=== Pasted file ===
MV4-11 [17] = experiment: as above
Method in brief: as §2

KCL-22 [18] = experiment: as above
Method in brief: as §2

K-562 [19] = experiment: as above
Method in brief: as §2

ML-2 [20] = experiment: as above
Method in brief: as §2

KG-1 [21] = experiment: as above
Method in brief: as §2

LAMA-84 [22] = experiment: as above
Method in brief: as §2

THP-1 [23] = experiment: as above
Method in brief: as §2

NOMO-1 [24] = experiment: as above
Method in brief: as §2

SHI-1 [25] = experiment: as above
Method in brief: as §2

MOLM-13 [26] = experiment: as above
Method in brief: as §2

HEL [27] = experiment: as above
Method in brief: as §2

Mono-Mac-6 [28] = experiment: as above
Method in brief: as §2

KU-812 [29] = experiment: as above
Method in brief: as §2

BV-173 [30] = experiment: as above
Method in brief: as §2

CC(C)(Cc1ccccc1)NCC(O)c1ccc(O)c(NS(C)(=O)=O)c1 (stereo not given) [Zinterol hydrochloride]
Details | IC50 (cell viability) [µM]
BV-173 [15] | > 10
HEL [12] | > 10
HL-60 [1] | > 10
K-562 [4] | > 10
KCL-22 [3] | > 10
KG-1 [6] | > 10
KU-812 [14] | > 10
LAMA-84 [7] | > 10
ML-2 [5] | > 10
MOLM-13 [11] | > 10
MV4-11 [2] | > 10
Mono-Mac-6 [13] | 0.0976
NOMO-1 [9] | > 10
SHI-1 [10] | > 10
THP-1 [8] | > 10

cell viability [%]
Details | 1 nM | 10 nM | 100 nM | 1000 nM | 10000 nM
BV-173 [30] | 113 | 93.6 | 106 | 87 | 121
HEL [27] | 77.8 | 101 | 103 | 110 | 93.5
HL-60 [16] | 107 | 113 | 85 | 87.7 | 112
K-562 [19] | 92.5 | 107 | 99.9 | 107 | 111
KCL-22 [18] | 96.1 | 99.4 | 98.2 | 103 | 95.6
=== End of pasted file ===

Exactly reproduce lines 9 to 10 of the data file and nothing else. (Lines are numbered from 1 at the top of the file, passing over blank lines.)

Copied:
KG-1 [21] = experiment: as above
Method in brief: as §2